LAST week I suggested that some of those in the retired athlete camp might have allowed the good habits they had in place while playing the game to be replaced by more self-destructive ones after hanging up the boots.
I even gave a trigger warning. And for some reason, those warnings weren’t taken on board and I got lambasted from pillar to post for talking out of my hoop.
Which is fair enough. Maybe I was. Or maybe when the questions of “Are you drinking too much?” “Are you exercising enough?” and “Are you eating like a grown-up?” were asked, a few people didn’t like the answers they got back.
For a country that loves to see attacking play on the pitch, there are a fair few whose default reaction when challenged is to go defensive.
So when the going is good, I’m going to challenge you again. I’ve no doubt this could well be the making or breaking of our relationship, but if you’re ever going to get anything from reading my words then you’ll need to survive this one.
And for complete transparency’s sake, this isn’t even my own advice I’m about to share. It comes from a good friend of mine, a fellow coach, father and retired baller.
“If you’re feeling jealous or envious of any of the success you’re seeing around your social circle then you need to take hard a look at why you’re feeling that way.”
I had a big weekend just past. Two huge personal wins. I was awarded Northern Ireland’s Personal Trainer of the Year award and I pitched a children’s book that I’ve recently written to a publishing company.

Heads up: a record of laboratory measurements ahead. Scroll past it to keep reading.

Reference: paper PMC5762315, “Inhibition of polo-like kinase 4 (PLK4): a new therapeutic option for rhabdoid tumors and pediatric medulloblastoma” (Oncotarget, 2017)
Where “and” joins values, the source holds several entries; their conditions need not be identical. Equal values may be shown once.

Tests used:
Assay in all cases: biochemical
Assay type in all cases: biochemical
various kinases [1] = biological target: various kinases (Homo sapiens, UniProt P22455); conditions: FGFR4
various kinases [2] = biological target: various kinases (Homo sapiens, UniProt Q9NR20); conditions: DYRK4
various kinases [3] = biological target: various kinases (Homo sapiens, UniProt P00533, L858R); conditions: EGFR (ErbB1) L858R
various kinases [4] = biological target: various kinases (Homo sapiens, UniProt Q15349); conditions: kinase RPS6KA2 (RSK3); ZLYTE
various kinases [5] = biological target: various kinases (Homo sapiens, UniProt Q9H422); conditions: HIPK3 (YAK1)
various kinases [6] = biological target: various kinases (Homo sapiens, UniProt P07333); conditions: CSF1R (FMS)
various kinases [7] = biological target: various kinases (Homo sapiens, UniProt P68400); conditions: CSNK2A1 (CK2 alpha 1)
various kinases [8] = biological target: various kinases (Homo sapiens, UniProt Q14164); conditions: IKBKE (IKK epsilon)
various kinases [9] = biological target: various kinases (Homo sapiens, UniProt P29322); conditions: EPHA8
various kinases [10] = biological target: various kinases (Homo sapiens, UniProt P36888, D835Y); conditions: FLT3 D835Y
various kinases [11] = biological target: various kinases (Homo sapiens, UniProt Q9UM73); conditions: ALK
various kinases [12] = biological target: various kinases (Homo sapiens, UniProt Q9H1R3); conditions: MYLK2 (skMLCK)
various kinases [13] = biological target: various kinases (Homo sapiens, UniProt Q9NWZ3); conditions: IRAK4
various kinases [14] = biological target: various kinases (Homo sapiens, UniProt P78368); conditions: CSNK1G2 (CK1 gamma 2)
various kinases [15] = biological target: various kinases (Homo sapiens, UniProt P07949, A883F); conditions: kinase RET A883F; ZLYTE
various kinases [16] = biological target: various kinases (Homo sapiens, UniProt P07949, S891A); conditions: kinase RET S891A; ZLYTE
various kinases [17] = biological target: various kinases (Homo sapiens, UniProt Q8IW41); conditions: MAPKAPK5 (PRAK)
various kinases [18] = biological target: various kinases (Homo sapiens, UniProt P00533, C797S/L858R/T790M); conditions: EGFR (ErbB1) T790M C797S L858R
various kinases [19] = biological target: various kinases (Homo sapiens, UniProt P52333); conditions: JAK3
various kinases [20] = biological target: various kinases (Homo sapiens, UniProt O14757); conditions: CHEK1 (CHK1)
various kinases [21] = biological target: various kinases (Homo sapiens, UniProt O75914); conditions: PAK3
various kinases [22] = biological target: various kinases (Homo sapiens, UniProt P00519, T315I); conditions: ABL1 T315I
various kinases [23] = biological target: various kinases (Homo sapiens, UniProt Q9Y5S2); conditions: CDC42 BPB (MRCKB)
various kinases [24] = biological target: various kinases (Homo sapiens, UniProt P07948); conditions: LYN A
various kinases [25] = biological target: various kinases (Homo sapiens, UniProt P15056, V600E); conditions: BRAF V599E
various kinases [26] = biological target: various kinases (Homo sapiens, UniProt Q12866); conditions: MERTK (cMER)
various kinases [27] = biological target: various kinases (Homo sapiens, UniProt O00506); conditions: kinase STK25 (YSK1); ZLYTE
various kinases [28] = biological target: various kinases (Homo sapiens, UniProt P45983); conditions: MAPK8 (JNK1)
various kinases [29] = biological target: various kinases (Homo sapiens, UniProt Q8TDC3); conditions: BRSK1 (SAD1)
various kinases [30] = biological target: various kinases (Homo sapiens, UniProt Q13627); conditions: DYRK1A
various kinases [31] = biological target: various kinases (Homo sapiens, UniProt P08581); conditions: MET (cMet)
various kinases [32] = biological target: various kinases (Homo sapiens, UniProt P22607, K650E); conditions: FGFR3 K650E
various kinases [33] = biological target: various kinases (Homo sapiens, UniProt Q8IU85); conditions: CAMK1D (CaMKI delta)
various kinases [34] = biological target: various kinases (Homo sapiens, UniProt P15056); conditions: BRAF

My friend told me on Monday that the first thing he felt when he’d heard wasn’t that he was happy for me but envious. Jealous even. He said he was raging with himself that instead of being proud of his mate’s success his first response was negative.
It didn’t take him long to work out that feeling wasn’t about me, it was about him. His procrastination in doing things. His hesitation to follow through with plans. The loop of overthinking and inaction he’d got himself into and until someone else’s success was presented to he was totally unaware of how trapped he was.
“It was a kick up the hole and a much-needed reminder to take my head out of my ass. I’ve been able to turn that feeling of envy into one of inspiration.”
I have absolutely zero doubt that there’ll be someone in your world who’s killing it.
They’re in great shape, seem to have boundless energy, a real purpose behind their actions and look like they couldn’t be happier. Be inspired by that person.
Celebrate their success and hijack those vibes. Avoid falling into the defence first trap.
If you don’t like watching it on the pitch why are you acting it out in your life?